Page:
Biologicals and Inoculants
Biologicals are often produced from natural microbes (bacteria or fungi). They can have a variety of claims to improve insect, disease and SCN control or for enhancing nutrient uptake to promote growth and yield. Some biologicals promote minor to significant yield increases. Consistency of many of these products can sometimes be challenging to understand the return on investment.

Inoculants are another form of a natural solution that has evolved over many years. Most inoculants contain soil bacteria called Rhizobia which is needed as part of a symbiotic relationship with soybeans to help roots fix nitrogen. In some instances, research has shown 1 to 2 bushel-per-acre yield responses when new inoculants are used within a corn – soybean rotation. On-farm research, such as replicated, side-by-side strip trials over multiple years, is suggested prior to adding inoculants into a farming operation.

Premix Formulations vs. Custom Blends
In efforts to provide a low-cost treatment, downstream treaters sometimes use custom blends of individual seed treatment products to provide broad-spectrum control. Custom blends are separately registered products that are mixed together just in time for delivery and use. Since custom blends are not precisely formulated to be intermixed in all combinations, the overall use rate can often be higher than a similar premix product that was carefully designed and formulated together to deliver at lower use rates. Seed treatment recipes exceeding 7 fl. oz. per 100 lb. of seed can be more difficult to dry and will sometimes result in poor seed flow and plantability issues. Depending on the recipe and number of products, it may be challenging to add products, such as inoculants, to the overall treatment recipe.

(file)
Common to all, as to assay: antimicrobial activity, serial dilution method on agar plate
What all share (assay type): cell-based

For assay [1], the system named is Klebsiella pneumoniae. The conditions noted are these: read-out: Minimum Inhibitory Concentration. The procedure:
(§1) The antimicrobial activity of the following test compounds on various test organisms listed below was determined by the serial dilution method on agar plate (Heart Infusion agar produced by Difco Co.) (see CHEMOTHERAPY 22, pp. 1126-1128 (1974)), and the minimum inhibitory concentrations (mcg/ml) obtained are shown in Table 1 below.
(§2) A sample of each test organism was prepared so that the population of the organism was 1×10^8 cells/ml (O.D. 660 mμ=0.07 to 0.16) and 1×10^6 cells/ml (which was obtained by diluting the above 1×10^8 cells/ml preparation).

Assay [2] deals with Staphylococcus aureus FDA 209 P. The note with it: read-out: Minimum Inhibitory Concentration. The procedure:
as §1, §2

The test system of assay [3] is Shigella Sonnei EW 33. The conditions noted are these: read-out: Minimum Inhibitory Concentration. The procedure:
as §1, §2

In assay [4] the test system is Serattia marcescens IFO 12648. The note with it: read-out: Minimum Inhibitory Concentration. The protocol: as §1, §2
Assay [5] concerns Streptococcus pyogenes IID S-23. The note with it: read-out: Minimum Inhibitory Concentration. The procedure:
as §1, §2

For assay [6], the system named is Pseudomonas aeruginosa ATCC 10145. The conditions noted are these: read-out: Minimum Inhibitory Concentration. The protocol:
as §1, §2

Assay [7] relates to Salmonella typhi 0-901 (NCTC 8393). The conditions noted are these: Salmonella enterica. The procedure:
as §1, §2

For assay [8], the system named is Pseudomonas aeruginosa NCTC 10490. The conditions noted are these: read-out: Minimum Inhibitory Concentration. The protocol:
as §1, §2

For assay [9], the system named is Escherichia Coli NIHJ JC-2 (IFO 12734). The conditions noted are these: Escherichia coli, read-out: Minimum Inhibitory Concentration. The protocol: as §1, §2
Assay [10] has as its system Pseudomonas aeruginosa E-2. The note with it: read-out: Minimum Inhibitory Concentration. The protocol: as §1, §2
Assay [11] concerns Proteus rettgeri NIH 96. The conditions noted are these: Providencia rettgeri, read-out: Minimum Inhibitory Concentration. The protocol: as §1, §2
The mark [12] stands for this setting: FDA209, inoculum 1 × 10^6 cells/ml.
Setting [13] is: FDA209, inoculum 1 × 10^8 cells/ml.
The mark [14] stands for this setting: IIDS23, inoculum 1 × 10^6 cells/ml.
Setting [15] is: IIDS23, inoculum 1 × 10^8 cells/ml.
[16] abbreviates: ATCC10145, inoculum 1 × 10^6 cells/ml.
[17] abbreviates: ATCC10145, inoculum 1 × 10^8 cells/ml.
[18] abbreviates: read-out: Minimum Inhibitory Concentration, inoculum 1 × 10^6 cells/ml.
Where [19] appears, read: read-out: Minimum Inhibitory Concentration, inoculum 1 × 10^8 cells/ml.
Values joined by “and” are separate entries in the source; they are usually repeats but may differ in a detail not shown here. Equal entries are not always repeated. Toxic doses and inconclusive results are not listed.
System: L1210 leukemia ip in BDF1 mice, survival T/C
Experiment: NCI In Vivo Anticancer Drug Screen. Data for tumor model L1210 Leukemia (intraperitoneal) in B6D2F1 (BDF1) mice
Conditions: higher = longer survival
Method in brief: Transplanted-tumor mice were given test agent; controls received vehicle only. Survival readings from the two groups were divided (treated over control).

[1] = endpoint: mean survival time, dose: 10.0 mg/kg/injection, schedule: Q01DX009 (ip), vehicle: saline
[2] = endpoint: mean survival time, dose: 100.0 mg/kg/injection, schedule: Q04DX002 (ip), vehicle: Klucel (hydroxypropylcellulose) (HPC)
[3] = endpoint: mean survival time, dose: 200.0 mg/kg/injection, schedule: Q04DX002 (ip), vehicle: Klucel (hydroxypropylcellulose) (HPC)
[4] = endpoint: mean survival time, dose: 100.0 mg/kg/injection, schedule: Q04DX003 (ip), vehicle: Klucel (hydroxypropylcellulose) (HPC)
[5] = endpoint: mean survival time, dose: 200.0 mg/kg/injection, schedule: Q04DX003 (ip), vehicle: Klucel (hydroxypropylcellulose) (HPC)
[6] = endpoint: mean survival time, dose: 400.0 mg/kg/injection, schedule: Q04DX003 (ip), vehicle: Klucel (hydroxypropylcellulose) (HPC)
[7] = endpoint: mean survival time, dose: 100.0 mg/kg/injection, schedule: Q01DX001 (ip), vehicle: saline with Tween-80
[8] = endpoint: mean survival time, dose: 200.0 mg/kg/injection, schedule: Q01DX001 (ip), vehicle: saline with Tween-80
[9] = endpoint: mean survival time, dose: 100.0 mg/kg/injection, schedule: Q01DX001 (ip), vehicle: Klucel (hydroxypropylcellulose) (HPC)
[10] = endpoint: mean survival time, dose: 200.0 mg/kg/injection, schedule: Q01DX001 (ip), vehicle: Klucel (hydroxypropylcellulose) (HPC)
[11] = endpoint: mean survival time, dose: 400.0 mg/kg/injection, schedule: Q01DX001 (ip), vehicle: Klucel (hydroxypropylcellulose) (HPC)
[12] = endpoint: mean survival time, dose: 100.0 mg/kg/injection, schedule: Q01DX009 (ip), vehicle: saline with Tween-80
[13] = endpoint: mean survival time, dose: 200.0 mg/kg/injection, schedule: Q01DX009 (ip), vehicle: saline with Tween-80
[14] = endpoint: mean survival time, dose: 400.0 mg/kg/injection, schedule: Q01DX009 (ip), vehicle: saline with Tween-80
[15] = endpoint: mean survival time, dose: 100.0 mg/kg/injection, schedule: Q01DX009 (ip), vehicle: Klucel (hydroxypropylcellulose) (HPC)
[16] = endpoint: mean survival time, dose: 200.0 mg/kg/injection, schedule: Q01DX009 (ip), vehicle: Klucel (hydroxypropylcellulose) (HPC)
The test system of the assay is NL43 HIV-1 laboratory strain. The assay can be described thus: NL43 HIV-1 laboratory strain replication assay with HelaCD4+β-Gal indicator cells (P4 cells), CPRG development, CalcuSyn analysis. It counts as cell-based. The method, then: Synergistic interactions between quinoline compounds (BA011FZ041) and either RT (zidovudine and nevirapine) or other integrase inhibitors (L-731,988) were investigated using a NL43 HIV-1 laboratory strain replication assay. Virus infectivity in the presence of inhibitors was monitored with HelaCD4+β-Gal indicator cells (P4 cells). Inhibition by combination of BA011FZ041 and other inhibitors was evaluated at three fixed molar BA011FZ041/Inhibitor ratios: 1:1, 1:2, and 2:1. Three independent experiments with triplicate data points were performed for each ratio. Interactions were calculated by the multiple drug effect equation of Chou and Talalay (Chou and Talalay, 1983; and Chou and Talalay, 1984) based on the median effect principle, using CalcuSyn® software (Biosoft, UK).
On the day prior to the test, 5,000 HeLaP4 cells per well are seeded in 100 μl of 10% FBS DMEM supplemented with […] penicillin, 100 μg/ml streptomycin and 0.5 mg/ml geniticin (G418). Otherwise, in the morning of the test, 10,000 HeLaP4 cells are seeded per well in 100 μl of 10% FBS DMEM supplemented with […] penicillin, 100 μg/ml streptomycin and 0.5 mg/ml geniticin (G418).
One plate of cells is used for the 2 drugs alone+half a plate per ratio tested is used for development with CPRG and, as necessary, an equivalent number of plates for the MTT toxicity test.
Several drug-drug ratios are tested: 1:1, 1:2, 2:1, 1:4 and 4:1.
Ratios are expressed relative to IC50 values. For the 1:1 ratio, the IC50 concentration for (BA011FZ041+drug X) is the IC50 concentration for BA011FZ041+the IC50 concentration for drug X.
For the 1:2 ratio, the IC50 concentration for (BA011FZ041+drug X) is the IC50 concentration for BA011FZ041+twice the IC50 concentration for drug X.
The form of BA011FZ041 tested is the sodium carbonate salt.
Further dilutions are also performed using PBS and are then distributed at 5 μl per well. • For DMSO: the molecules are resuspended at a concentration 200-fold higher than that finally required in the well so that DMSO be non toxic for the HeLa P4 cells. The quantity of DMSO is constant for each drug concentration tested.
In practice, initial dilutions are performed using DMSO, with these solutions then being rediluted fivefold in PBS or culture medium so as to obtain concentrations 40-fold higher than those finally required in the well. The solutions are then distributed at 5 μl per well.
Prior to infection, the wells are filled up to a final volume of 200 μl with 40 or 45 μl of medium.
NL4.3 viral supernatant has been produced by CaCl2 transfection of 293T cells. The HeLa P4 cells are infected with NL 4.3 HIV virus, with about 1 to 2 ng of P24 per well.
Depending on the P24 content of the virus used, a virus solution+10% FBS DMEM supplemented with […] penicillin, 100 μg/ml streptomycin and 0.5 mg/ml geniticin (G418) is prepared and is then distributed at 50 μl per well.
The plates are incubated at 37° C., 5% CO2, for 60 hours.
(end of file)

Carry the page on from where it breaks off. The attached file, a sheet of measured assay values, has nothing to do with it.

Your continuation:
Return on Investment
With tight margins, it can be compelling to cut seed treatment investments to help with overall spending even though value may have been seen in previous years. Multi-year analysis at the University of Wisconsin has shown that in 40-80 bushel yield environments, fungicide and insecticide seed treatments offered return on investments 88-98% of the time based on field trials.


Remember that all seed treatments are not created equal. Just because soybeans are colored and shiny doesn’t mean they have a high-quality seed treatment. Some seed treatments may only contain a single fungicide or a reduced rate of multiple active ingredients. If you’re not sure what’s on the beans, consult the seed supplier.  When planting early or late, foregoing a seed treatment increases risk. Whether it be for insect protection or fungal protection, high-quality seed treatments are a must – especially with reduced seeding rates.

Ultimately, the goal for using high-quality treated seed includes:
  • Improved emergence
  • Increased vigor
  • Earlier canopy closure
  • Broad-spectrum insect protection
  • More yield potential
Contact your Golden Harvest Seed Advisor with questions or for aditional agronomic insights.